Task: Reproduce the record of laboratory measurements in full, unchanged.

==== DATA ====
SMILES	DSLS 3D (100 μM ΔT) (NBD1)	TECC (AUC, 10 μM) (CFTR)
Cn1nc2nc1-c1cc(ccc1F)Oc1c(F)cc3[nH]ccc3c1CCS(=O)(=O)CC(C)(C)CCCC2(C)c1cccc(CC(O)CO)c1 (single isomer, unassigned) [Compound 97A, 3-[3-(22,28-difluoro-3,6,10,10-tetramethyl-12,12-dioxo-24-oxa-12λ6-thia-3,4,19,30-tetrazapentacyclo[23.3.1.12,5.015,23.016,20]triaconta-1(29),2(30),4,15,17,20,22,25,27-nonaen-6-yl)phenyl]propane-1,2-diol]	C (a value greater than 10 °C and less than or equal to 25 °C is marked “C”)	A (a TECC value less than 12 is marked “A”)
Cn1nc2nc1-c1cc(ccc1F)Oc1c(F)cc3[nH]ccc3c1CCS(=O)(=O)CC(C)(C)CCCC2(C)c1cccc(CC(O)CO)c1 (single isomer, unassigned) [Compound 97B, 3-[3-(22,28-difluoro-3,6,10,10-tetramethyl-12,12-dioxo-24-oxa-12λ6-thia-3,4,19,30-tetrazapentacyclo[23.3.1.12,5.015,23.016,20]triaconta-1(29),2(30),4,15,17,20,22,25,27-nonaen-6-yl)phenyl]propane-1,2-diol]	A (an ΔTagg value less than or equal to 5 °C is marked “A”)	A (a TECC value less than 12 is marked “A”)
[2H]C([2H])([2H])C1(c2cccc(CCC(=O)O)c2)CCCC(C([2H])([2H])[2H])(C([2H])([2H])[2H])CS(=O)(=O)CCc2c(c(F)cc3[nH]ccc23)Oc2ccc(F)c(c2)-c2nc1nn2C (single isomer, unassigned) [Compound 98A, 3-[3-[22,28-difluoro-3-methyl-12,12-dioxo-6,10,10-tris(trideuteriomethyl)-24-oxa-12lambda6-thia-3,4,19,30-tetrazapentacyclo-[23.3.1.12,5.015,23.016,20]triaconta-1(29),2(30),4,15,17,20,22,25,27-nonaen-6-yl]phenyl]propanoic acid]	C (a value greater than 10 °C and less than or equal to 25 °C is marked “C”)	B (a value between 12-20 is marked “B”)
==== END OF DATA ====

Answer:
SMILES	DSLS 3D (100 μM ΔT) (NBD1)	TECC (AUC, 10 μM) (CFTR)
Cn1nc2nc1-c1cc(ccc1F)Oc1c(F)cc3[nH]ccc3c1CCS(=O)(=O)CC(C)(C)CCCC2(C)c1cccc(CC(O)CO)c1 (single isomer, unassigned) [Compound 97A, 3-[3-(22,28-difluoro-3,6,10,10-tetramethyl-12,12-dioxo-24-oxa-12λ6-thia-3,4,19,30-tetrazapentacyclo[23.3.1.12,5.015,23.016,20]triaconta-1(29),2(30),4,15,17,20,22,25,27-nonaen-6-yl)phenyl]propane-1,2-diol]	C (a value greater than 10 °C and less than or equal to 25 °C is marked “C”)	A (a TECC value less than 12 is marked “A”)
Cn1nc2nc1-c1cc(ccc1F)Oc1c(F)cc3[nH]ccc3c1CCS(=O)(=O)CC(C)(C)CCCC2(C)c1cccc(CC(O)CO)c1 (single isomer, unassigned) [Compound 97B, 3-[3-(22,28-difluoro-3,6,10,10-tetramethyl-12,12-dioxo-24-oxa-12λ6-thia-3,4,19,30-tetrazapentacyclo[23.3.1.12,5.015,23.016,20]triaconta-1(29),2(30),4,15,17,20,22,25,27-nonaen-6-yl)phenyl]propane-1,2-diol]	A (an ΔTagg value less than or equal to 5 °C is marked “A”)	A (a TECC value less than 12 is marked “A”)
[2H]C([2H])([2H])C1(c2cccc(CCC(=O)O)c2)CCCC(C([2H])([2H])[2H])(C([2H])([2H])[2H])CS(=O)(=O)CCc2c(c(F)cc3[nH]ccc23)Oc2ccc(F)c(c2)-c2nc1nn2C (single isomer, unassigned) [Compound 98A, 3-[3-[22,28-difluoro-3-methyl-12,12-dioxo-6,10,10-tris(trideuteriomethyl)-24-oxa-12lambda6-thia-3,4,19,30-tetrazapentacyclo-[23.3.1.12,5.015,23.016,20]triaconta-1(29),2(30),4,15,17,20,22,25,27-nonaen-6-yl]phenyl]propanoic acid]	C (a value greater than 10 °C and less than or equal to 25 °C is marked “C”)	B (a value between 12-20 is marked “B”)